Do Employers Need To Provide Earnings Statements to Employees?

Minnesota law states that employers must provide each employee with an earnings statement at the end of each pay period.  Minn. Stat. § 181.032.  The earnings statement must include the following information:

  1. The name of the employee;
  2. The hourly rate of pay (if applicable);
  3. The total number of hours worked by the employee (unless the employee is exempt under the Minnesota Fair Labor Standards Act);
  4. The total amount of gross pay earned by the employee during that period;
  5. A list of deductions made from the employee’s pay;
  6. The net amount of pay after all deductions are made;
  7. The date on which the pay period ends; and
  8. The legal name of the employer and the operating name of the employer if different from the legal name.

The employer may provide the earnings statement either in writing or electronic form.  If the employer chooses to provide the earnings statement in electronic form, the employer must provide the employee with access to an employer-owned computer during the employee’s regular working hours to review and print the earnings statement.  Furthermore, if the employee requests that she receive her earnings statements in written form, the employer must comply with that request on an ongoing basis.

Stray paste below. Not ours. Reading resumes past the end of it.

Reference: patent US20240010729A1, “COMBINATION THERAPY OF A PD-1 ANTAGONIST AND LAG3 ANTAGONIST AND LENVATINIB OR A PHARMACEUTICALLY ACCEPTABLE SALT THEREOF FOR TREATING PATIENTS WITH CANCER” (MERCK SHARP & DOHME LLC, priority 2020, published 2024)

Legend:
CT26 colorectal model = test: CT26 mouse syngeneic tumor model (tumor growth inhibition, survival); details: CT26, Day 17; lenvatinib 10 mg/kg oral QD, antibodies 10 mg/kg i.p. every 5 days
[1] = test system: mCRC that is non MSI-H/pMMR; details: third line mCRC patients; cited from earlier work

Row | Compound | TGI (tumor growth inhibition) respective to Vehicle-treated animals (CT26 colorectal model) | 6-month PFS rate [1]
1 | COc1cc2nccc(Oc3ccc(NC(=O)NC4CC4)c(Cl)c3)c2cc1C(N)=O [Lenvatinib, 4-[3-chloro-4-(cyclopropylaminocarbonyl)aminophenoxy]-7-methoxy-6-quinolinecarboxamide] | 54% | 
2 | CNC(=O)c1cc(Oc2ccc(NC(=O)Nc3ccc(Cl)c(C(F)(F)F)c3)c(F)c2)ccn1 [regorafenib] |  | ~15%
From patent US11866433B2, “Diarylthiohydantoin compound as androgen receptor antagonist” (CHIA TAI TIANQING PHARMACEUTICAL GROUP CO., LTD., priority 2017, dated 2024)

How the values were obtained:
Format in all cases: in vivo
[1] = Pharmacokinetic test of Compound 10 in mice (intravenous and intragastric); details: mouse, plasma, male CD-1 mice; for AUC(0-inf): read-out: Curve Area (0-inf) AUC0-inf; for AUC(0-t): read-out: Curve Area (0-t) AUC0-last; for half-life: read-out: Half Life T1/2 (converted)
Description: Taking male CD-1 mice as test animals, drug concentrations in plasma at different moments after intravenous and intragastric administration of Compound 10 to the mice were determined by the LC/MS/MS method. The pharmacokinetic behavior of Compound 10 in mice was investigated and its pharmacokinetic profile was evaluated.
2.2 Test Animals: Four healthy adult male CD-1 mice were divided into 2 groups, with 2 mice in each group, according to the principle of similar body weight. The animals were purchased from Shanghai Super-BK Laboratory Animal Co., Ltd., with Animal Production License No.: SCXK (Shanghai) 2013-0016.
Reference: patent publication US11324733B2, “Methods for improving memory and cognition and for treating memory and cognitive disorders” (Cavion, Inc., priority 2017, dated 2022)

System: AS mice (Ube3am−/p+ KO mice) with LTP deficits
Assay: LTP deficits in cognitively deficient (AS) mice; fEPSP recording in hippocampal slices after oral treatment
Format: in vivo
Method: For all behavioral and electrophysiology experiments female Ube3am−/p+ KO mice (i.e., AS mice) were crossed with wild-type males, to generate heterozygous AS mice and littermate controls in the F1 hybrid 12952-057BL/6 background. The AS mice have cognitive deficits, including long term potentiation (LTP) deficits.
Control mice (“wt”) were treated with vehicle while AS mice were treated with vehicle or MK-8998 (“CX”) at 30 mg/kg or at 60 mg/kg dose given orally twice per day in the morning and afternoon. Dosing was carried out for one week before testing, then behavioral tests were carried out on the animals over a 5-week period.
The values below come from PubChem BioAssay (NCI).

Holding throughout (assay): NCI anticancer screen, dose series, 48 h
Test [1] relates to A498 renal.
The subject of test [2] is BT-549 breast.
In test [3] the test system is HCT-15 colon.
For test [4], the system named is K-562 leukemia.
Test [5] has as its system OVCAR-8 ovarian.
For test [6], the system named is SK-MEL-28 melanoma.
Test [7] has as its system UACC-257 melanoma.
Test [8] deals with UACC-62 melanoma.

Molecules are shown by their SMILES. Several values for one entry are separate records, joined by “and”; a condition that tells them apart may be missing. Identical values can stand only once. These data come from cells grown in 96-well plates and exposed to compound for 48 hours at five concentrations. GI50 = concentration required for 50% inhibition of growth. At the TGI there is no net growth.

Takeaway:  Employers should make sure that their earnings statements include all of the information required under Minnesota law.

About Danielle Fitzsimmons

Danielle Fitzsimmons is an attorney in the Employment, Benefits, and Labor section of Briggs and Morgan, P.A. Danielle focuses her practice on employment litigation and counseling. For Danielle's full bio, click here.

Posted on October 24, 2012, in Recordkeeping, Wage and Hour. Bookmark the permalink. Leave a comment.

Comments are closed.